Sunday, June 19, 2011

Chinese Language

I saw this essay written on Facebook. It says that China will not be able to rule the world until China becomes the (so to speak) Lingua Franca of the world. There are some issues that I have with that statement. First, I have to talk about how and why Chinese will not become the Lingua Franca of the world.

1. There is already another Lingua Franca of the world, and that is English.
Now, let’s not pretend that the English were angels. They could be as brutal as any other colonial power. And when we say that they weren’t as cruel as the Spanish, or the Dutch, or the French, that’s only relative. There were actually 2 main periods of British colonialism. First was North America, which ended abruptly in 1776. Then later, after 1850, the second stage of imperialism began in earnest, and ended around 1956, during the Suez crisis, the outcome of which was the realisation that the UK could not sustain itself as an imperial power.

Anyway, the point here is that the last 2 great powers of the world were English speaking. The English spread their language to all the countries they colonised. This is because they tried to set up some form of government in those colonies. There are good reasons why English is spoken in the former colonies, whereas French is not spoken in Indochina, Spanish is not spoken in the Philippines, Dutch is not spoken in Indonesia, and Flemish is not spoken in the Congo.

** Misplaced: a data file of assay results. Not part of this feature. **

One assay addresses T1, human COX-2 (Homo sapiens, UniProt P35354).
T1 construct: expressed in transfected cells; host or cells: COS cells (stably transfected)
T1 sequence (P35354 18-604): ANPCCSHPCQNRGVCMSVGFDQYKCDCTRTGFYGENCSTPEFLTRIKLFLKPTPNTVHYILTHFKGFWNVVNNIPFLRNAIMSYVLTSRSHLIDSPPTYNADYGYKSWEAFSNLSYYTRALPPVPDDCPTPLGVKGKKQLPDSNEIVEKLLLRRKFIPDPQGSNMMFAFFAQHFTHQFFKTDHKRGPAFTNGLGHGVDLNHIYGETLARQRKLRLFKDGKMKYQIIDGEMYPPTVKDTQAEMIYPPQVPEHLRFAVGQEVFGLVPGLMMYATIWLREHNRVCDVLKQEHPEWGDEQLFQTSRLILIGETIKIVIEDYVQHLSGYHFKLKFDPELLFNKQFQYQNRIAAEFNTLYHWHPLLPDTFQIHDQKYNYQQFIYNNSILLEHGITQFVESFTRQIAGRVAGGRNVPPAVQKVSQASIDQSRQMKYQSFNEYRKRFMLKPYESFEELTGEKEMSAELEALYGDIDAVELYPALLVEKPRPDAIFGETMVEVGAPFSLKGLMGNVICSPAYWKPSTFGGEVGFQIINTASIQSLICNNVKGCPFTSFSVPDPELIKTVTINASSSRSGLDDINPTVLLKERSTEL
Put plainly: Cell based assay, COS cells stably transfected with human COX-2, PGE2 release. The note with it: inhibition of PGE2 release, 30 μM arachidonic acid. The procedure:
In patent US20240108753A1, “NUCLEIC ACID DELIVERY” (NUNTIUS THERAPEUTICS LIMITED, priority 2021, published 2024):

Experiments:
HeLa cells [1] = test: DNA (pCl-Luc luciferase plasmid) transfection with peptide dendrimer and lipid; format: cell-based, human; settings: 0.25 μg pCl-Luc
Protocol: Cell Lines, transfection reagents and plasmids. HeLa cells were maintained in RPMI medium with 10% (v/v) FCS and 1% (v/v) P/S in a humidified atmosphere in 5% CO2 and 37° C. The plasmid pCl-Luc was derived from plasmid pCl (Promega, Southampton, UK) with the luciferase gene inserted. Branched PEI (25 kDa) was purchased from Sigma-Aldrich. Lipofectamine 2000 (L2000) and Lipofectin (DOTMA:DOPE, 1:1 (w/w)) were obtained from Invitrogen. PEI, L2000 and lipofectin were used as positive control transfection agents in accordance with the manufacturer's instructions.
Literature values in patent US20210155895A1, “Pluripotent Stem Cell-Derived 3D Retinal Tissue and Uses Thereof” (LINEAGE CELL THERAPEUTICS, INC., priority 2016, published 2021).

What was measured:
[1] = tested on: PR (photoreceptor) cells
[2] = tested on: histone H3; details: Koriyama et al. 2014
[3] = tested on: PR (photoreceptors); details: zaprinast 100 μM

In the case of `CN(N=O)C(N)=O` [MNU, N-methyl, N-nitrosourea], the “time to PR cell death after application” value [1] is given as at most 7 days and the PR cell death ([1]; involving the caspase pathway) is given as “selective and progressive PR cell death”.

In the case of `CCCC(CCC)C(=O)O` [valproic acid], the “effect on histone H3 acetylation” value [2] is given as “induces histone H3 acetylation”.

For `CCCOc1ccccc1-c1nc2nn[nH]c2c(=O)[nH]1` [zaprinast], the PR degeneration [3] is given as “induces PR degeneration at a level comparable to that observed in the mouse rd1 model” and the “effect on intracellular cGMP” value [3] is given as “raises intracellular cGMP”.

Anyway, if Chinese is going to be spoken widely, it will have to supplant English. That’s not going to be easy at all. How’s that going to happen? Chinese are going to colonise the world?

2. The spread of the Chinese language has been traumatic.
When you think about how China was ”unified”, it involved Qin Shihuang bringing the entire empire under his “thumb” and calling it a “country”. This is fairly anomalous. In the process, he also wiped out the written languages of the other non-Chinese speaking parts of the empire, and grafted the Chinese written word onto those languages, calling them “dialects”. So there are roughly a few groups of dialects, which probably correspond to the vanquished nations. There are the Wu dialects (Shanghainese is one of them), the Min dialects (consists of Teochew, Hokkien, etc), the Hakka dialects, the Yue dialects (Cantonese, etc).

Nowadays, when we talk about burning books, we think about atrocities like the burning of the Library of Alexandria, the Nazi purges, and Qin Shihuang.
Admittedly, the spread of English has also been traumatic. But you have to see how easy it is to adopt the language, and how willing others are to learn the language.